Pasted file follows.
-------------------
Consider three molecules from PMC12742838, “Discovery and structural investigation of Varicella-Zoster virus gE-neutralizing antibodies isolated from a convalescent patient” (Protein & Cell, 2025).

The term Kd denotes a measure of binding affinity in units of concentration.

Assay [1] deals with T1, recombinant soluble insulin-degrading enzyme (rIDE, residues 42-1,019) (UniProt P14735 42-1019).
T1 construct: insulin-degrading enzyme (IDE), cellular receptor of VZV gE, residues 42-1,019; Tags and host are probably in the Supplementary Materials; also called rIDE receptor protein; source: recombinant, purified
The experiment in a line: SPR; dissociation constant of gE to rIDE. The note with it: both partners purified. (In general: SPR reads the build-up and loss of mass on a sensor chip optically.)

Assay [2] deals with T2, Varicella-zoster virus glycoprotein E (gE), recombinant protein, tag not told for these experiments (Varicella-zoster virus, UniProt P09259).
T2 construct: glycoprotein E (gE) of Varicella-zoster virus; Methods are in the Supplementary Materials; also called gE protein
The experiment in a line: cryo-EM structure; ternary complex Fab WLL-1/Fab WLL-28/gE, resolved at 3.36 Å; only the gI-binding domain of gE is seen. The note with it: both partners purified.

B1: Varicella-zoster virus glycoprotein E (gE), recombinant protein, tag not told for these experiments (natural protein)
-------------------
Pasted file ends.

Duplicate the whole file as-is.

Consider three molecules from PMC12742838, “Discovery and structural investigation of Varicella-Zoster virus gE-neutralizing antibodies isolated from a convalescent patient” (Protein & Cell, 2025).

The term Kd denotes a measure of binding affinity in units of concentration.

Assay [1] deals with T1, recombinant soluble insulin-degrading enzyme (rIDE, residues 42-1,019) (UniProt P14735 42-1019).
T1 construct: insulin-degrading enzyme (IDE), cellular receptor of VZV gE, residues 42-1,019; Tags and host are probably in the Supplementary Materials; also called rIDE receptor protein; source: recombinant, purified
The experiment in a line: SPR; dissociation constant of gE to rIDE. The note with it: both partners purified. (In general: SPR reads the build-up and loss of mass on a sensor chip optically.)

Assay [2] deals with T2, Varicella-zoster virus glycoprotein E (gE), recombinant protein, tag not told for these experiments (Varicella-zoster virus, UniProt P09259).
T2 construct: glycoprotein E (gE) of Varicella-zoster virus; Methods are in the Supplementary Materials; also called gE protein
The experiment in a line: cryo-EM structure; ternary complex Fab WLL-1/Fab WLL-28/gE, resolved at 3.36 Å; only the gI-binding domain of gE is seen. The note with it: both partners purified.

B1: Varicella-zoster virus glycoprotein E (gE), recombinant protein, tag not told for these experiments (natural protein)